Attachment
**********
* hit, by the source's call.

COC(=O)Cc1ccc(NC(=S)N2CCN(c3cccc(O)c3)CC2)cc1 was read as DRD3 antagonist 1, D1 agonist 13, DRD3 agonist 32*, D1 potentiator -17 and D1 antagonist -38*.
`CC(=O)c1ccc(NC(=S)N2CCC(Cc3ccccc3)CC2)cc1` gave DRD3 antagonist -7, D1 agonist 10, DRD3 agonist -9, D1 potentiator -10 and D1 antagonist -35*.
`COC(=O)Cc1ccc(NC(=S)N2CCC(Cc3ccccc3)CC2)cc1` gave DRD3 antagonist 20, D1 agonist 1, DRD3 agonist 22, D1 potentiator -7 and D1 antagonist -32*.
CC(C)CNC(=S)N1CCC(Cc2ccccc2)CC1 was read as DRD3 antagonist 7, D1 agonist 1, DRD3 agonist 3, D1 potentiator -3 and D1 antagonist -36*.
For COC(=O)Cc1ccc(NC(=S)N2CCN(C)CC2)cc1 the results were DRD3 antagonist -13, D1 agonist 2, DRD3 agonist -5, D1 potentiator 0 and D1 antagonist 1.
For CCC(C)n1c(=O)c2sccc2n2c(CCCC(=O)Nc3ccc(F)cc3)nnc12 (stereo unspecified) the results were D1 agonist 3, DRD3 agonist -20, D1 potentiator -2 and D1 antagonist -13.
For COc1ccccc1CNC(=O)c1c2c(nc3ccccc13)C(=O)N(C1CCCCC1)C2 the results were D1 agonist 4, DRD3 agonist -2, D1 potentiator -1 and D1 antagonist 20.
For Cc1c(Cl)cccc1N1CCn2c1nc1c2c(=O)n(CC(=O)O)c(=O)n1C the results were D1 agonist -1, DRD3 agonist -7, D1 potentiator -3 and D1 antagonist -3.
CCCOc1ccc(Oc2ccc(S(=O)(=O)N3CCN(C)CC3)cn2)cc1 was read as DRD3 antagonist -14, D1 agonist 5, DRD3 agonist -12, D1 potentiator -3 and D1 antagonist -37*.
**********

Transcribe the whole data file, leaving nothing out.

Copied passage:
* hit, by the source's call.

COC(=O)Cc1ccc(NC(=S)N2CCN(c3cccc(O)c3)CC2)cc1 was read as DRD3 antagonist 1, D1 agonist 13, DRD3 agonist 32*, D1 potentiator -17 and D1 antagonist -38*.
`CC(=O)c1ccc(NC(=S)N2CCC(Cc3ccccc3)CC2)cc1` gave DRD3 antagonist -7, D1 agonist 10, DRD3 agonist -9, D1 potentiator -10 and D1 antagonist -35*.
`COC(=O)Cc1ccc(NC(=S)N2CCC(Cc3ccccc3)CC2)cc1` gave DRD3 antagonist 20, D1 agonist 1, DRD3 agonist 22, D1 potentiator -7 and D1 antagonist -32*.
CC(C)CNC(=S)N1CCC(Cc2ccccc2)CC1 was read as DRD3 antagonist 7, D1 agonist 1, DRD3 agonist 3, D1 potentiator -3 and D1 antagonist -36*.
For COC(=O)Cc1ccc(NC(=S)N2CCN(C)CC2)cc1 the results were DRD3 antagonist -13, D1 agonist 2, DRD3 agonist -5, D1 potentiator 0 and D1 antagonist 1.
For CCC(C)n1c(=O)c2sccc2n2c(CCCC(=O)Nc3ccc(F)cc3)nnc12 (stereo unspecified) the results were D1 agonist 3, DRD3 agonist -20, D1 potentiator -2 and D1 antagonist -13.
For COc1ccccc1CNC(=O)c1c2c(nc3ccccc13)C(=O)N(C1CCCCC1)C2 the results were D1 agonist 4, DRD3 agonist -2, D1 potentiator -1 and D1 antagonist 20.
For Cc1c(Cl)cccc1N1CCn2c1nc1c2c(=O)n(CC(=O)O)c(=O)n1C the results were D1 agonist -1, DRD3 agonist -7, D1 potentiator -3 and D1 antagonist -3.
CCCOc1ccc(Oc2ccc(S(=O)(=O)N3CCN(C)CC3)cn2)cc1 was read as DRD3 antagonist -14, D1 agonist 5, DRD3 agonist -12, D1 potentiator -3 and D1 antagonist -37*.